Would Jon Stewart Have Made a Good Meet the Press Host?

Last week Gabriel Sherman broke the news that before naming Chuck Todd the new host of Meet the Press (full disclosure— I am a huge Chuck Todd fan. He's simply one of the very best journalists working today), NBC offered Jon Stewart just about anything he wanted to take the post. 

Would Stewart have been good in the role? I am tempted to say that he is so talented, and so in sync with the cynicism that many Americans feel about the political process that he would have been outstanding. Indeed, I've already written in a previous post about what a fantastic interviewer Stewart is. As he is free from the strictures of traditional journalism, he is able to call BS answers out. In the same post, I praised the work of The Daily Show in terms of reporting on critical issues. These skills also augur well for the job that Stewart would have done on Meet the Press. 

Yet, the question requires more analysis. Much of what makes Stewart so effective stems from conditions that NBC could not offer.

For example, there are a lot of things he can say and do on cable at 11 PM at night that he could never do at 10 or 11 AM in the morning on broadcast television. The content on Meet the Press would have to be far tamer than it is on Daily Show. Sexual innuendo, coarse language, and other elements of The Daily Show would not be permissible, if for no other reason than the different regulations that govern what can be said on television and when. 

Even John Oliver's fantastic Last Week Tonight, which might at first blush provide a model for how a comedian could host a weekly news show and provide real, serious, substantive reporting, demonstrates this problem. If anything, by virtue of being on HBO, Oliver has even more freedom to swear like a sailor, and make racy jokes in order to make his long form journalism entertaining. 

Additionally, we must recognize a fundamental difference in purpose between the Daily Show  and Meet the Press. The former focuses on entertaining. The later focuses on reporting and analysis. Even if we want to argue that Daily Show offers better reporting and analysis, the difference in purpose matters. It allows Stewart to pick stories because they lend themselves to entertaining presentations. He might not have the same freedom on a show like Meet the Press.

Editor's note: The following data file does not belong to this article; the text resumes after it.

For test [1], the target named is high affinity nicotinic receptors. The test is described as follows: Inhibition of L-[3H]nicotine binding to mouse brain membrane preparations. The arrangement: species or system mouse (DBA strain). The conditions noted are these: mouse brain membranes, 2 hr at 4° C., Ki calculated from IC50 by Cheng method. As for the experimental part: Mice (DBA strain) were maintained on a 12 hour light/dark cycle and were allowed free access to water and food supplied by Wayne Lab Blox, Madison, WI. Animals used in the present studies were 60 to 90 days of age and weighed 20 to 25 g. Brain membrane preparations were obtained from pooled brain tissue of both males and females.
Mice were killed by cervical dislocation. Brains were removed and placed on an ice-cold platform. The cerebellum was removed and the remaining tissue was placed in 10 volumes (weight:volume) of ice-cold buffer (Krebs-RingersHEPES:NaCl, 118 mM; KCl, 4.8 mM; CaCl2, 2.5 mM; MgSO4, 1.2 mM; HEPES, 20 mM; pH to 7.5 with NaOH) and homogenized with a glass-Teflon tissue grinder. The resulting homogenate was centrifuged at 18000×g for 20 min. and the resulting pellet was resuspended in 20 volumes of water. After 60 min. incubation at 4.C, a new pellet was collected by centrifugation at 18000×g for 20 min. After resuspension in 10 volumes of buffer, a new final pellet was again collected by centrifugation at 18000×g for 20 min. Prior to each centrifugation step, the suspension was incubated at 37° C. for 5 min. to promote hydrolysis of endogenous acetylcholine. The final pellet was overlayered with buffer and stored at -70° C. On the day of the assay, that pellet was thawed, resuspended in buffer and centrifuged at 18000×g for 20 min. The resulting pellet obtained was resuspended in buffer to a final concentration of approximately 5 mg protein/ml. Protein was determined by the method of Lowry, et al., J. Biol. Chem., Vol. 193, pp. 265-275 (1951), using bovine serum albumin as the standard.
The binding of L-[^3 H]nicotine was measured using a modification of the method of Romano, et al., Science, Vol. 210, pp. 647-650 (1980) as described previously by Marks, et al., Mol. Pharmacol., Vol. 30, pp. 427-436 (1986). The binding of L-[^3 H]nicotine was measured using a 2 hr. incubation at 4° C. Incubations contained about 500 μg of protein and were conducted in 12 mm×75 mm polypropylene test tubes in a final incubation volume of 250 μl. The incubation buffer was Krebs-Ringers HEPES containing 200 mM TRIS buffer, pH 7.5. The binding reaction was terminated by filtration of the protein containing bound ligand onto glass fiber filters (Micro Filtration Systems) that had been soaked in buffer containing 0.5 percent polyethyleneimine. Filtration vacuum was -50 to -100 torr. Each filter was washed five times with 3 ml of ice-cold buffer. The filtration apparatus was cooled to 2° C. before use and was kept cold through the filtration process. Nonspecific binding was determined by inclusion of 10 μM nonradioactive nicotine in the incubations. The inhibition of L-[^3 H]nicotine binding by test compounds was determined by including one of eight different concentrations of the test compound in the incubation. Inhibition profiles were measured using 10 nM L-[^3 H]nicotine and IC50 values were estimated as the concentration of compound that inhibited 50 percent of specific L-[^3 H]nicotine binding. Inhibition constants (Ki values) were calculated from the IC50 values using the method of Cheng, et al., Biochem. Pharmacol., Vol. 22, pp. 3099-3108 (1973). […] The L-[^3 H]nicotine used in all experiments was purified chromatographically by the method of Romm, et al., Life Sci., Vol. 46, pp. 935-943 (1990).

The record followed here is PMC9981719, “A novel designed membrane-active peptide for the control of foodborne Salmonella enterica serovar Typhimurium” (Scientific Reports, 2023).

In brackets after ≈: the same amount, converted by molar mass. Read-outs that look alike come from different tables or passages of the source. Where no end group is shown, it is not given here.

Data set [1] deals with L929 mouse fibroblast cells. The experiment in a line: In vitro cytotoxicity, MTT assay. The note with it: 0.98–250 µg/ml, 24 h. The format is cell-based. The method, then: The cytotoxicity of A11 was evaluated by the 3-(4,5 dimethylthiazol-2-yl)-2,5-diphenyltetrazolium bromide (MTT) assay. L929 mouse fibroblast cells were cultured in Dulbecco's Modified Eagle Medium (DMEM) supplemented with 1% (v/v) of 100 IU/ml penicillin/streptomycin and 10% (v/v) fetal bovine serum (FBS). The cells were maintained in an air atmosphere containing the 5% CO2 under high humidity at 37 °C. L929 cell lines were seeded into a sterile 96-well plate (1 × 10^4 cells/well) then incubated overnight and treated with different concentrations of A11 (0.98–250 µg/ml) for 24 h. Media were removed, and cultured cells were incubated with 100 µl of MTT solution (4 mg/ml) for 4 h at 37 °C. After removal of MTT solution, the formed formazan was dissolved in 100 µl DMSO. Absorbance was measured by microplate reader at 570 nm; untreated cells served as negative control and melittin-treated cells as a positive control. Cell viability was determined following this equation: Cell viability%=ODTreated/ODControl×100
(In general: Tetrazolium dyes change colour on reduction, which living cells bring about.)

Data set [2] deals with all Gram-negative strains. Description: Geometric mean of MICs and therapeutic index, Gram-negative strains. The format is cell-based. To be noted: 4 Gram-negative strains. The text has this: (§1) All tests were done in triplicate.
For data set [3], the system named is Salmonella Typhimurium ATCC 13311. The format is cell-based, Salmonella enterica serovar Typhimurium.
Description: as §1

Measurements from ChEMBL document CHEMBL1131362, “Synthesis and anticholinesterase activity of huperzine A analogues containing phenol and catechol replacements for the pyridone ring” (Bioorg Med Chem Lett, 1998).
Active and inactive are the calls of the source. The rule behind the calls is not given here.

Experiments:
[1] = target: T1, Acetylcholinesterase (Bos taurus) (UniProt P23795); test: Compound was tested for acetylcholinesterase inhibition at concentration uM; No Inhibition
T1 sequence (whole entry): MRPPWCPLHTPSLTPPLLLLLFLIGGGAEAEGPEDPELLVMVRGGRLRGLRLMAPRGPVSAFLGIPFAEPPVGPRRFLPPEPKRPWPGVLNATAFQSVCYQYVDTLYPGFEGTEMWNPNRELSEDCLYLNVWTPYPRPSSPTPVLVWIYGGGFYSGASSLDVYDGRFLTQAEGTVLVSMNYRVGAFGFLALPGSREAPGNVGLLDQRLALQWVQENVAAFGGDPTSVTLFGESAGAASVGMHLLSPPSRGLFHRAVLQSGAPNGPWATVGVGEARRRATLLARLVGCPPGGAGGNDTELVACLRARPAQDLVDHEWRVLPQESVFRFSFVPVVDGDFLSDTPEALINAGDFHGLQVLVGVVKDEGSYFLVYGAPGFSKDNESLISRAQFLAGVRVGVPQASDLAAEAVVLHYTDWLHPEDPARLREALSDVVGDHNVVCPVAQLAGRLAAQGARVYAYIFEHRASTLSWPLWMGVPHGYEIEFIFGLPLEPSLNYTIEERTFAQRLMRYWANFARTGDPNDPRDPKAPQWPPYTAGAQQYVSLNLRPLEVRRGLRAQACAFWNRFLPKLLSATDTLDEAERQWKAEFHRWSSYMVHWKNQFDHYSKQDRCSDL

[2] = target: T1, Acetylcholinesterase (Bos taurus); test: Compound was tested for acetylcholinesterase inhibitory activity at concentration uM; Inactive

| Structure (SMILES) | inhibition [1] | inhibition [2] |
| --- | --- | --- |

Instead, he would be forced to address the biggest topics for at least some of the show. 

The end result of some of these constraints is that Stewart might disappoint on Meet the Press. People would tune in expecting the same entertaining presentation, and he might not be able to deliver. 

Nonetheless, overall, I think he's a brilliant enough talent that he could have found a way to construct a successful program. 

What might the model have looked like? Well, I think he could have used the reporting resources of NBC News to offer good long form journalism. While the types of humor that he could be employ would be constricted, he would have all week to find a way to make a 12-15 minute piece hold our attention. He also could have breathed new energy in the interview and roundtable portions of Meet the Press.

His BS detector, and his willingness to push interview subjects would offer refreshing segments that might actually produce news. He also could force politicians to address the topics that cynical Americans want addressed, but that politicians avoid with talking points. Now the end result of this style might be that politicians refused to go with Stewart.